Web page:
Bike Kill by Julie Glassberg
Print run of 25 Signed copies only with a print
I am often attracted by what repulses or scares the others. I like misfits, outcasts, eccentrics, those who don’t fit in the norms. Although I look quite normal and common, I identify in a way with those who do not fit in society. For this reason, I followed the Black Label Bike Club for about 3 years when I was living in NY.
The Black Label Bike Club is known as the first “outlaw bicycle club.” It was created in 1992 by Jacob Houle and Per Hanson in Minneapolis, Minnesota and has chapters nationwide. They are one of the main contributors to the rise of tall bike culture and organize jousting competitions. It is interesting to see this destructive, rebel culture revolving around such a non-threatening object: the bicycle.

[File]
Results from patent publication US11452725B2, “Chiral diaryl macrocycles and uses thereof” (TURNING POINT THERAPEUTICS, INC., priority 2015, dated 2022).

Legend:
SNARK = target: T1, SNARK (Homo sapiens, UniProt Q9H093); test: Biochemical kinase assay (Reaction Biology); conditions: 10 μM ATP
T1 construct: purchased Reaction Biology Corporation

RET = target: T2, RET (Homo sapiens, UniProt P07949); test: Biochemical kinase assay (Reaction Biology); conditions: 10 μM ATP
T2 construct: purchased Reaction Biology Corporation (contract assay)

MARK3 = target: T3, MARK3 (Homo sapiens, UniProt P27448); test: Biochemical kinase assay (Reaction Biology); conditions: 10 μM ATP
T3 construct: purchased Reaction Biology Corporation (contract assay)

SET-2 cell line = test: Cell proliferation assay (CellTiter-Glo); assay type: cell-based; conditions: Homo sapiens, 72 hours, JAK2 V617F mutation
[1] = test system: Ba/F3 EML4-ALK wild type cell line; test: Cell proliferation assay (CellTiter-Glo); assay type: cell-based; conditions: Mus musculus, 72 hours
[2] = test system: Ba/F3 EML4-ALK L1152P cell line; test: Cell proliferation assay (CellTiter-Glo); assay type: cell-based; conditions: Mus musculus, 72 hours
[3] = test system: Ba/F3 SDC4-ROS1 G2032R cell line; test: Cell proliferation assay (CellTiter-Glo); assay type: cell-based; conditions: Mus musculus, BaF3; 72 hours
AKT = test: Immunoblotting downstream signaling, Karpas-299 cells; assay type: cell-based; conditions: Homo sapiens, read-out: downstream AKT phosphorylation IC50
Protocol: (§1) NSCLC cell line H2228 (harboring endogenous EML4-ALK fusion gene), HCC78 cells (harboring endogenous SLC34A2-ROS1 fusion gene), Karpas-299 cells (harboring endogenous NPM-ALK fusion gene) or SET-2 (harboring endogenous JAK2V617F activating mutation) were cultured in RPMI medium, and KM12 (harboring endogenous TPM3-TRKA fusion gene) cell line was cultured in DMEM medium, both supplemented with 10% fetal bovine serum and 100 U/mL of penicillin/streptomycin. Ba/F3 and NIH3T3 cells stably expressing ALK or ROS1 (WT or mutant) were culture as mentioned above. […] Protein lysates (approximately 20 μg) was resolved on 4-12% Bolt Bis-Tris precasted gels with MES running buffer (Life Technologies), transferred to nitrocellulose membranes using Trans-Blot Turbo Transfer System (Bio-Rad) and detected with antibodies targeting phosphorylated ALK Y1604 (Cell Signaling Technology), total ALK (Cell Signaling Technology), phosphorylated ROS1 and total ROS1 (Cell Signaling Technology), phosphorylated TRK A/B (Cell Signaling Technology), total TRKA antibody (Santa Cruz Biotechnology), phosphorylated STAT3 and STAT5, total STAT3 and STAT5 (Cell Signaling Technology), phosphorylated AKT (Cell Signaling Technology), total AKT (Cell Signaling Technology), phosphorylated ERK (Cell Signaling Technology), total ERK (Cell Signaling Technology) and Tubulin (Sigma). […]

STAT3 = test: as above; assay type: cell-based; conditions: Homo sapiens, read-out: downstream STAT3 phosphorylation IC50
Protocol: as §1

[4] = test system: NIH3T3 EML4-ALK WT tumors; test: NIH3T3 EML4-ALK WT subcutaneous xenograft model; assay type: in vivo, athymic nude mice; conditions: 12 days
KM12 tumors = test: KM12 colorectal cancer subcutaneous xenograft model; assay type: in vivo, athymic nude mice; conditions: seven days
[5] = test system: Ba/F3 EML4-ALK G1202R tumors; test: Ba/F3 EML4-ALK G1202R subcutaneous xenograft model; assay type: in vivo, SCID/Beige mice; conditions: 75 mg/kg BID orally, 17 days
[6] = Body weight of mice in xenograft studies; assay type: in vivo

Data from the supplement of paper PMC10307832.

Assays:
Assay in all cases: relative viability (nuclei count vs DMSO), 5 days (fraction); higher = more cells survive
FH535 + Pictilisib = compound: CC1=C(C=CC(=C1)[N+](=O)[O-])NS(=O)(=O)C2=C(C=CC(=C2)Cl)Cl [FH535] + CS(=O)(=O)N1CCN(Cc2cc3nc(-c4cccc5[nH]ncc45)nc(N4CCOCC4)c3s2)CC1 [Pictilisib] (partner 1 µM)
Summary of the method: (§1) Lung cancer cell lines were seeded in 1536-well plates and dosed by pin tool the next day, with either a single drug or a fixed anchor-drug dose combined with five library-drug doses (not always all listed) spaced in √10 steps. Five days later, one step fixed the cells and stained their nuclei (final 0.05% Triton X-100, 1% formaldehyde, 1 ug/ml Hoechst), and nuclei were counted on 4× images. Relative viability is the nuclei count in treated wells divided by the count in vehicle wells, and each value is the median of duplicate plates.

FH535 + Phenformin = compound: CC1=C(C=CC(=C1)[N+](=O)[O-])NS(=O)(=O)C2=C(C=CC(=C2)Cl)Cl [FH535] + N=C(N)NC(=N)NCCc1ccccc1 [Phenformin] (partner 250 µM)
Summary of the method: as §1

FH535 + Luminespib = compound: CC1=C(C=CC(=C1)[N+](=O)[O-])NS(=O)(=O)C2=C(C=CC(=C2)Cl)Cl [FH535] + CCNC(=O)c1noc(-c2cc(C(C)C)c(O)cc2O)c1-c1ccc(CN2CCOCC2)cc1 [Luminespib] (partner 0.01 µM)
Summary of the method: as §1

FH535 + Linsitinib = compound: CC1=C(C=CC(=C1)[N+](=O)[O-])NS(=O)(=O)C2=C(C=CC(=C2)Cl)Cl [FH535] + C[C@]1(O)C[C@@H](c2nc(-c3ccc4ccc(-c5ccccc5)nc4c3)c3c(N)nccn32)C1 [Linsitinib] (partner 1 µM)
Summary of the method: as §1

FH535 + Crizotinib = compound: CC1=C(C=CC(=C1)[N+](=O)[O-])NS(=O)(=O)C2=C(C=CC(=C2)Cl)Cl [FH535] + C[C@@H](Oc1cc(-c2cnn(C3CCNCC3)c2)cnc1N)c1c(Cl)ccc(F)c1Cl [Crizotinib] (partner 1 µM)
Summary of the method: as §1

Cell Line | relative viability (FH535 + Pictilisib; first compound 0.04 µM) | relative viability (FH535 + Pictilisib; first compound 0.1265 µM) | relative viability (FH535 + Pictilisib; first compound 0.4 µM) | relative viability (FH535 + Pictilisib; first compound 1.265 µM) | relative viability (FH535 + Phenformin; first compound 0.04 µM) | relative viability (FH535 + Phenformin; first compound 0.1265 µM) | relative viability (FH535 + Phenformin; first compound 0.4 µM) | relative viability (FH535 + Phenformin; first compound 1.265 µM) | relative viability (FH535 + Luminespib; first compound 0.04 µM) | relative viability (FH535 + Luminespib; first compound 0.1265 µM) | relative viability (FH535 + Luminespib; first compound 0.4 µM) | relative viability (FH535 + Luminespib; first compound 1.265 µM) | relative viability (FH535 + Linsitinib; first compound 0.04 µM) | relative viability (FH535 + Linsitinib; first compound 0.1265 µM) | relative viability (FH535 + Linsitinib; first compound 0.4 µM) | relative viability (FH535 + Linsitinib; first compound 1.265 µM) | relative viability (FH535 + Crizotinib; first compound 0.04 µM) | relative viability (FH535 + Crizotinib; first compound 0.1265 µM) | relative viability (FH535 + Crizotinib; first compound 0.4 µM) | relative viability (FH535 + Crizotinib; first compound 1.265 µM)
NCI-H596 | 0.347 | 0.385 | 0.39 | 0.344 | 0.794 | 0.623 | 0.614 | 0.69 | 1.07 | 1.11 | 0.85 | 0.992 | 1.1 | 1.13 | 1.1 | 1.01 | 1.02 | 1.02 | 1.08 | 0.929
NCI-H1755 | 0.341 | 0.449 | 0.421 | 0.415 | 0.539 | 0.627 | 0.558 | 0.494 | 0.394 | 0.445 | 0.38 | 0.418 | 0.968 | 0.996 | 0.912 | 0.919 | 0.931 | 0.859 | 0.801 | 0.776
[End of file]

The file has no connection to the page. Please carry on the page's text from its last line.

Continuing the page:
I consider them as a blend of punk, grunge and hippie culture. They are an independent community rebelling against the system. In a society that pushes us to consume, focus on money and overly use technology, it is interesting to see a group of young people resisting and fighting against it. Their community is mainly based on the bike culture, art and on the real value of relationships; these basic, simple values that seem to have disappeared. This particularly affected me when I was in NYC and everyone seemed to be living virtually on social networks and obsessed by success. These “kids” felt real: they speak frankly and are not afraid to take risks and hurt themselves (physically or life decisions). They are living in the moment, in a risk-less society yearning for security. They are passionate, well-read, talented young people with real discussions.
When I find subcultures like the Black Label Bike Club, a creative group, using very little technology, interested in defending causes and resisting the main stream, it gives me hope, and I think it could be very encouraging for today’s youth.